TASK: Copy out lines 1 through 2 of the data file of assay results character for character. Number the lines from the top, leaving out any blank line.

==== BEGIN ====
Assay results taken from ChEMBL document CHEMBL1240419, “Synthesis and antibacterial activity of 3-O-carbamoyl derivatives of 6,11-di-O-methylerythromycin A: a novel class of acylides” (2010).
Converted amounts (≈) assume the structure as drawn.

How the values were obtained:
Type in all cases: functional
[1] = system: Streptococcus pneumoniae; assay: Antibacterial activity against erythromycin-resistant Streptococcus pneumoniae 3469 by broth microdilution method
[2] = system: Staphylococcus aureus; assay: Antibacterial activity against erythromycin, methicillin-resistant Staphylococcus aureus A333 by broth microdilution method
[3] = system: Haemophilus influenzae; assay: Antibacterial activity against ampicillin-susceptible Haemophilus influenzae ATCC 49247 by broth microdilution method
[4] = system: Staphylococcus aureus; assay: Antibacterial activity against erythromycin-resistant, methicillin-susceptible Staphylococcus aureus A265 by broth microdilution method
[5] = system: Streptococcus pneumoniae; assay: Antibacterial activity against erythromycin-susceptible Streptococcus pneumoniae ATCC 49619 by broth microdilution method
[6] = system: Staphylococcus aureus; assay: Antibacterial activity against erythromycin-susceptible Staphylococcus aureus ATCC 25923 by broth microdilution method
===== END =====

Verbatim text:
Assay results taken from ChEMBL document CHEMBL1240419, “Synthesis and antibacterial activity of 3-O-carbamoyl derivatives of 6,11-di-O-methylerythromycin A: a novel class of acylides” (2010).
Converted amounts (≈) assume the structure as drawn.